Yorkshire Terrier Puppies

Photo of Yorkshire Terrier

The Brave, Energetic, and Adventurous Yorkshire Terrier

Intelligent, easy to train, and active, the Yorkshire Terrier is a spunky breed that's widely adored. Bred as pest control for factories and eventually becoming a favorite among the upper class, the loyal and loving Yorkie is the perfect size for apartments and loves curling up in its owner's lap. Yorkshire Terriers have a silky, hypoallergenic coat that sheds very little, making them ideal pets for people with allergies.

Yorkshire Terrier At a Glance

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Yorkshire Terrier At a Glance

  • Size: 8"-9", 3-8 lbs.
  • Lifespan: 12-15 years
  • Energy Level: high
  • Coat: Long, silky, fine, and straight
  • Shedding: light
  • Hypoallergenic: Yes
  • Dog Group: Toy
  • Common Nicknames: Yorkie, Tomboy Toy

Yorkshire Terrier Breed Guide

Learn More About Yorkshire Terriers

  • Temperament

    Yorkshire Terriers are brave, energetic, and adventurous dogs that make outstanding companions, especially for someone who is willing to become their "pack leader." They love attention and don't do well if left alone for extended periods of time. Yorkies can have a range of personalities. Some are cuddly and laid-back, while others are bold and mischievous. Yorkies have a tendency to become a bit stubborn if not taught boundaries during puppyhood. Nevertheless, these dogs learn quickly and are easy to train, and they respond best to positive praise and food rewards. These dogs are naturally suspicious of strangers and other pets, so early socialization is very important. While some Yorkies bark a lot, they can easily be trained not to.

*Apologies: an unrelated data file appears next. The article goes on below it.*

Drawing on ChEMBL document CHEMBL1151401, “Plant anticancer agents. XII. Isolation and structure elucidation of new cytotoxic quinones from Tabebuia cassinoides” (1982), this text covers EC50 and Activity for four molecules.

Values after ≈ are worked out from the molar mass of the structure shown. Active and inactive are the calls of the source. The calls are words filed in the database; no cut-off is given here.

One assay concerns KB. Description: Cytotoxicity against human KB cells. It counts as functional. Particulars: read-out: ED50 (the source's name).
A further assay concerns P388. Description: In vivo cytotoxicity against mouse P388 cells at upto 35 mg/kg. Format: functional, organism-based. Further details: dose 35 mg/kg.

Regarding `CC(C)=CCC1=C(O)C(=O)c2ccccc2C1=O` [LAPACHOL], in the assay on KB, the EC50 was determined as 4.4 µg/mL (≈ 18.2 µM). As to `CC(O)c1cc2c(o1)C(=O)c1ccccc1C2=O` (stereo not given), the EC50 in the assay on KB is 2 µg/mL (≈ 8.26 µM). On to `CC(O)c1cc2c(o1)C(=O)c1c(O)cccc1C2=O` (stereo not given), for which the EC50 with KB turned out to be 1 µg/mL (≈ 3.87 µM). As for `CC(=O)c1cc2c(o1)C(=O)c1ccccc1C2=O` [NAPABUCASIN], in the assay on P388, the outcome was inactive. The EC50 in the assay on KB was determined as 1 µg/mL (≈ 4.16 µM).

• Health

    Yorkshire Terriers may be more likely to deal with dental issues, eye issues, patellar luxation, tracheal collapse, bladder stones, hypoglycaemia, Legg-Perthes disease, and pancreatitis. Additionally, because they are a small breed Yorkies can hurt themselves and break bones from jumping down or falling.

  • Activity Level

    Yorkies do best with 2 walks a day spanning 15-30 minutes each. This breed will need frequent physical and mental stimulation to use up its energy and avoid boredom. Yorkies enjoy being able to run around and chase toys so a fenced in outdoor area such as a dog park or yard is good for burning off this breed's energy. Due to their energy level and working dog past, these dogs also perform well in shows and agility competitions.

  • Grooming

    The Yorkshire Terrier needs to be groomed every day to reduce tangles in its coat caused by loose, shedded hair. Because they can brush below the surface, combs and pin brushes are ideal for brushing a Yorkie. However, if you come across a tangle instead of brushing it out, you should take is apart with your fingers and dog-safe conditioner. Grooming frequency will depend on the coat length you choose for your Yorkie. Yorkies with a long coat that falls above the floor (called a "show coat") will need more frequent grooming and trims than a Yorkie with a short coat.

  • Shedding

    The Yorkie's coat grows differently than other dogs as it can take weeks to months for their hair to grow a couple inches. Yorkshire Terriers are light shedders and when they shed the detached hair stays in their coat.

  • Appearance

    Yorkshire Terriers are tiny dogs with a small head and triangular, upright ears. Yorkies can have a different appearance depending on how their coats are trimmed and styled. Some Yorkies have floor length hair while others have shorter cut coats. However, Yorkies coats remain silky and fine no matter the cut. Yorkshire Terriers generally have the same coat colors and markings being either blue and tan, black and tan, blue and gold, or black and gold. The Yorkie's back is usually blue or black while their head, chest, and legs tend to be tan or gold.

  • History

    The Yorkshire Terrier was developed in northern England during the Industrial Revolution as a breed to work in the various mills, mines, and factories as a rat and mice exterminator. The breed was larger in its early history, but has since been selectively bred to a considerably smaller size. As their size decreased, Yorkies became more and more of a companion dog than a working dog and was seen in the laps of many wealthy women. By 1880, the Yorkshire Terrier had made its way to the United States, where it quickly became a favorite among the upper-class. The Yorkshire Terrier was recognized by the American Kennel Club (AKC) in 1885 and has since become a popular companion for many families.